By Kelum Bandara and Yohan Perera
The Supreme Court has suggested several amendments to be incorporated in the Assistance to and Protection of Crime and Witnesses Bill to ensure its clarity and consistency with the Constitution.
The determination, communicated to Parliament, was announced by Deputy Speaker Chandima Weerakkody who chaired the session.
Six petitions have been filed in the Supreme Court challenging the constitutionality of the new legislation. The clause 3 (a) of the bill provides that a victim be treated with equality and fairness with regard to his dignity and privacy. However, Article 12 (1) of the constitutions postulates that there shall be equal treatment in equal circumstances, and there shall not be any discrimination among victims based on their dignity and privacy.
In this instance, the Court has suggested an amendment to avoid victims being discriminated. Also, the Court has determined that the words 'relevant authorities' should be clarified. The determination says that the word 'legal counsel' may be interpreted to mean a foreign counsel. The Deputy Solicitor General has agreed to substitute it for the Attorney General.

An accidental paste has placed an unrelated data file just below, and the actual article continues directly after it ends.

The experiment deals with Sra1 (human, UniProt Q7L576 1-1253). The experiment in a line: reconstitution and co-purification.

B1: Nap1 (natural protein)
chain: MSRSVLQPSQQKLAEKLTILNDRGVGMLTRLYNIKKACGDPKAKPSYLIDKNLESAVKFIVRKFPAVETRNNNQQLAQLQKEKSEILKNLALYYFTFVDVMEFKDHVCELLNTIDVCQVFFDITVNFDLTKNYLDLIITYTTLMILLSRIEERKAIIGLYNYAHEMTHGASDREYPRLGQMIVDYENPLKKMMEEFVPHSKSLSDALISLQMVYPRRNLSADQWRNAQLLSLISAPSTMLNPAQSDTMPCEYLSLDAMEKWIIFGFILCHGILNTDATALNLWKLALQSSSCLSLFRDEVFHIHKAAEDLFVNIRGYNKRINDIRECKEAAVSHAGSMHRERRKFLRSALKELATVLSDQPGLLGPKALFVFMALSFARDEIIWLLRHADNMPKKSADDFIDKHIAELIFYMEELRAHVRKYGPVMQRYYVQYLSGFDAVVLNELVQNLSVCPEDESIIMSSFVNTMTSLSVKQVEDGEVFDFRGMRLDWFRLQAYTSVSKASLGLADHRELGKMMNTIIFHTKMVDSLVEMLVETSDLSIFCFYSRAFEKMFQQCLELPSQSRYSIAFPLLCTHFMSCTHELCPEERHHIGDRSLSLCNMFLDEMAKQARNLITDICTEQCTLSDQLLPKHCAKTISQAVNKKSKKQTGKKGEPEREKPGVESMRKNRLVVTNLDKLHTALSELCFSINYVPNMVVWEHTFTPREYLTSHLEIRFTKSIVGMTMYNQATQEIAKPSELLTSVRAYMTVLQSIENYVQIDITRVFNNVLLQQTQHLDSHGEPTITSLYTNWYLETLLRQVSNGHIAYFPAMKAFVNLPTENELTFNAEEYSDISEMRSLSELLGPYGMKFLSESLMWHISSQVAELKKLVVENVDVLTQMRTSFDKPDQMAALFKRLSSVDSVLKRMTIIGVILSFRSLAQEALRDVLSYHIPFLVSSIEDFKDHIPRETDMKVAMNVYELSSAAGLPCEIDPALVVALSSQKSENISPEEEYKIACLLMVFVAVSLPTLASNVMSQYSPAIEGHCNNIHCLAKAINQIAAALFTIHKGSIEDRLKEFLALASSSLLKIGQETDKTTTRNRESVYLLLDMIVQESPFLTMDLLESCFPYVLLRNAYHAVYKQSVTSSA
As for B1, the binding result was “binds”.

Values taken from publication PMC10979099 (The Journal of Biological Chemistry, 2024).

Besides, the Supreme Court says that the Bill should make sure that the 'Protection Fund' to be established, does not get money from court fines. Clause 28(1) (a) ii of the Bill permits High Court, Magistrate Court to impose a fine on convicts. However, the fines imposes by courts are collected by the provincial councils as it is a subject matter devolved to them. That is the reason for the Supreme Court to determine that the proposed Protection Fund does not get money from such court fines.